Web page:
Description via Goodreads.com:
Life on the tiny island of Guernsey has just become a whole lot harder for fifteen-year-old Cat Rozier. She’s gone from model pupil to murderer, but she swears it’s not her fault. Apparently it’s all the fault of history.
A new arrival at Cat’s high school in 1984, the beautiful and instantly popular Nicolette inexplicably takes Cat under her wing. The two become inseparable—going to parties together, checking out boys, and drinking whatever liquor they can shoplift. But a perceived betrayal sends them spinning apart, and Nic responds with cruel, over-the-top retribution.
Cat’s recently deceased father, Emile, dedicated his adult life to uncovering the truth about the Nazi occupation of Guernsey—from Churchill’s abandonment of the island to the stories of those who resisted—in hopes of repairing the reputation of his older brother, Charlie. Through Emile’s letters and Charlie’s words—recorded on tapes before his own death— a “confession” takes shape, revealing the secrets deeply woven into the fabric of the island . . . and into the Rozier family story.
I picked this because I loved The Guernsey Literary and Potato Peel Pie Society, and The Book of Lies was also set on the island of Guernsey. For future reference, this is a ridiculous way to pick a book. Guernsey was a very gentle book, and this one, well “gentle” isn’t anywhere in my description of it.
For me, The Book of Lies was too heavy on the dark, without enough light to counterbalance it. All the characters were deeply flawed, without positive characteristics to allow me to relate. Cat was a smart (but not socially savvy) teen, and usually that’s enough for me. That’s probably why I kept expecting to start liking the book soon. Unfortunately, while I did feel sorry for her, I didn’t like the decisions she made, and I didn’t want to spend my reading time with her.
The other characters in the modern storyline were at least as bad. I’m sure they had positive attributes, but as reader, I never saw them. The teens were horrendous, the adults oblivious. I had hopes for the teacher, but he was too weak to be interesting (although he certainly didn’t deserve what happened to him).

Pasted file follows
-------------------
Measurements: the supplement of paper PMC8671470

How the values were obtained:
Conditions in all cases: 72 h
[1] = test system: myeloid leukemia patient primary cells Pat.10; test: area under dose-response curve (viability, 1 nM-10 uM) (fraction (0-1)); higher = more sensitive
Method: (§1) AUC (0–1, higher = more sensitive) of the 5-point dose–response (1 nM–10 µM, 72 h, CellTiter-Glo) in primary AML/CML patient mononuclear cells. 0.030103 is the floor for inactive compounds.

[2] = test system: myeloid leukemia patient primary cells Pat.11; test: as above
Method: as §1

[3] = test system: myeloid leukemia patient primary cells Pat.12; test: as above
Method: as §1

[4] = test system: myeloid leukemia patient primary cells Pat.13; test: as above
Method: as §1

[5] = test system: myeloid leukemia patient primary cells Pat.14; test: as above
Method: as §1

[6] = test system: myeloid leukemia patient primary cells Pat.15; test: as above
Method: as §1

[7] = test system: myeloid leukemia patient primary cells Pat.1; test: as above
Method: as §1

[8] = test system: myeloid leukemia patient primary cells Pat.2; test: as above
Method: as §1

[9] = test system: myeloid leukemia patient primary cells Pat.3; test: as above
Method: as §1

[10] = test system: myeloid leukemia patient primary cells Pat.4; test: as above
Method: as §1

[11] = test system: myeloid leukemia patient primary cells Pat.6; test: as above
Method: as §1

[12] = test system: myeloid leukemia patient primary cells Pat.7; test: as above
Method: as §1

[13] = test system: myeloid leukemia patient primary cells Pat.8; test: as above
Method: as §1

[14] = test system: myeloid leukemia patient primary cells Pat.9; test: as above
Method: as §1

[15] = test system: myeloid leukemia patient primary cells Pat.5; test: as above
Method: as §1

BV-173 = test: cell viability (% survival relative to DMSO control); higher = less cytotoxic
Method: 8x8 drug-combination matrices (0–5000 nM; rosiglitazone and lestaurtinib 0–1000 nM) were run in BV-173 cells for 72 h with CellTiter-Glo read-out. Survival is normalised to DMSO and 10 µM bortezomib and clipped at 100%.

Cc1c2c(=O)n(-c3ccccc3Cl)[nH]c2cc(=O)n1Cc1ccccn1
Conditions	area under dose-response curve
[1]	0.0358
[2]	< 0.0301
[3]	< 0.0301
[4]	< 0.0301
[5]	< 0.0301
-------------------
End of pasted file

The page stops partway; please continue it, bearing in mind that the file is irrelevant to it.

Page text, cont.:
I couldn’t get up enough interest in the historical storyline to care about the characters. It was written as an interview transcript, and the style seemed meant to distance the reader from the events. It certainly had that effect on me.
All that said, I still don’t think it was a bad book. It was well written, with characters that had stories that came through in their actions. It had history that I didn’t know about, and a very different perspective than I’ve seen about the lasting effects of life during wartime. The interweaving of the two time periods, and the similarities and differences in the plotlines in them, would have been compelling if I’d just been able to get into the characters a little more.
For someone with a little more tolerance for realistically disagreeable characters, this could be a wonderful read. For me, well, I’m learning more about what I do and don’t like in a book.
I read The Book of Lies as part of a TLC book tour. Thank you to TLC and Harper Collins for providing a copy of the book for me to read and giving me the opportunity to take part in this tour. For other opinions on The Book of Lies, visit the other tour stops (most of which enjoyed the book far more than I did):
- Tuesday, July 19: Life In Review
- Wednesday, July 20: Book Hooked Blog
- Thursday, July 21: Book Addiction
- Friday, July 22: Iwriteinbooks’s blog
- Friday, July 22nd: Diary of an Eccentric
- Tuesday, July 26: StephTheBookworm
- Tuesday, July 26: Life in the Thumb
- Wednesday, July 27: Jenn’s Bookshelves
- Thursday, July 28: Rundpinne
- Tuesday, August 2: Peeking Between the Pages
- Wednesday, August 3: Sara’s Organized Chaos
- Friday, August 5: Savvy Verse & Wit
- Friday, August 5: In the Next Room
- Wednesday, August 10th: Crazy for Books